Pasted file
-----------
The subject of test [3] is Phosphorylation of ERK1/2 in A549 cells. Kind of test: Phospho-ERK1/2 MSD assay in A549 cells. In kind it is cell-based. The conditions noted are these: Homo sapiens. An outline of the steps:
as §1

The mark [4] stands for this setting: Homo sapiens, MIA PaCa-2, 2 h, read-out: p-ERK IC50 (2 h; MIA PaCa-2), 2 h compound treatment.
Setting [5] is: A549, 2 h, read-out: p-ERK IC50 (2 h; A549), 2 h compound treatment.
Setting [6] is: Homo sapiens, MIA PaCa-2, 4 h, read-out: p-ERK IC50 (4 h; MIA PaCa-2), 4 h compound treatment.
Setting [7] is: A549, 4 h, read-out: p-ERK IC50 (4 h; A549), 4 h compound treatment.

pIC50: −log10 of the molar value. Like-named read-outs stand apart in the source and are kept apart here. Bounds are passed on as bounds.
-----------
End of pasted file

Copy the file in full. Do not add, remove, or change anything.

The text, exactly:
The subject of test [3] is Phosphorylation of ERK1/2 in A549 cells. Kind of test: Phospho-ERK1/2 MSD assay in A549 cells. In kind it is cell-based. The conditions noted are these: Homo sapiens. An outline of the steps:
as §1

The mark [4] stands for this setting: Homo sapiens, MIA PaCa-2, 2 h, read-out: p-ERK IC50 (2 h; MIA PaCa-2), 2 h compound treatment.
Setting [5] is: A549, 2 h, read-out: p-ERK IC50 (2 h; A549), 2 h compound treatment.
Setting [6] is: Homo sapiens, MIA PaCa-2, 4 h, read-out: p-ERK IC50 (4 h; MIA PaCa-2), 4 h compound treatment.
Setting [7] is: A549, 4 h, read-out: p-ERK IC50 (4 h; A549), 4 h compound treatment.

pIC50: −log10 of the molar value. Like-named read-outs stand apart in the source and are kept apart here. Bounds are passed on as bounds.